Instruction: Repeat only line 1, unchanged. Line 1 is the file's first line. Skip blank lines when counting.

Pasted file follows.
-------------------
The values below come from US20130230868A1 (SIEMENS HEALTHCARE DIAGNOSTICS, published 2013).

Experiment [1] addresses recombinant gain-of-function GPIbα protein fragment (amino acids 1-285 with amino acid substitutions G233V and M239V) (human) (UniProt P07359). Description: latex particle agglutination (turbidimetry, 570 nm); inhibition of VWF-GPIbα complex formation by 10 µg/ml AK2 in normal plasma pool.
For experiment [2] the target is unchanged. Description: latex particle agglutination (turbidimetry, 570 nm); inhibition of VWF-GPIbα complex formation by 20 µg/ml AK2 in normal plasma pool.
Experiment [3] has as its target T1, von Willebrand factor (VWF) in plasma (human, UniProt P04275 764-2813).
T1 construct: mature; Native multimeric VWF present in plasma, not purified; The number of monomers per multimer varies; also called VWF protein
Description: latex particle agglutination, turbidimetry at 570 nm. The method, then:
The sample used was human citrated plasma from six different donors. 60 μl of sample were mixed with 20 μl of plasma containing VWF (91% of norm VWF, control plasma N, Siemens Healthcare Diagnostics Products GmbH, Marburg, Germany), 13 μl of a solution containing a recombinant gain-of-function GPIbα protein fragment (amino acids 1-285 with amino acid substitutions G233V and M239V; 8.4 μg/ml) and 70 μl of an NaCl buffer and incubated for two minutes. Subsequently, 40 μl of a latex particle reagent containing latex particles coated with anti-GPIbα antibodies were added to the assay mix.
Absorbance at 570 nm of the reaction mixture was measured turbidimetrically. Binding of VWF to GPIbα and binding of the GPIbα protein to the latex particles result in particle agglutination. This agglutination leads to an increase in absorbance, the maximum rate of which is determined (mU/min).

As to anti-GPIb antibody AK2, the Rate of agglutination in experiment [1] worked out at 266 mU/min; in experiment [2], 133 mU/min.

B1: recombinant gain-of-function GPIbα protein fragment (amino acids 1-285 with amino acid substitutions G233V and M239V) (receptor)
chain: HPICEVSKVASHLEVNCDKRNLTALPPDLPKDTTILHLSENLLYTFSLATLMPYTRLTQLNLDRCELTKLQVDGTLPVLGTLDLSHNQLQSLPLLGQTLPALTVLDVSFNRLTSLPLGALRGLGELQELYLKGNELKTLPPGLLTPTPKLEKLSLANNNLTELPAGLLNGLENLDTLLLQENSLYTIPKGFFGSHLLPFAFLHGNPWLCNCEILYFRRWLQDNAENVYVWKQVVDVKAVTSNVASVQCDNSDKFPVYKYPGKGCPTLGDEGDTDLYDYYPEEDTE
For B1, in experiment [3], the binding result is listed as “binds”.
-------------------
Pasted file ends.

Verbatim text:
The values below come from US20130230868A1 (SIEMENS HEALTHCARE DIAGNOSTICS, published 2013).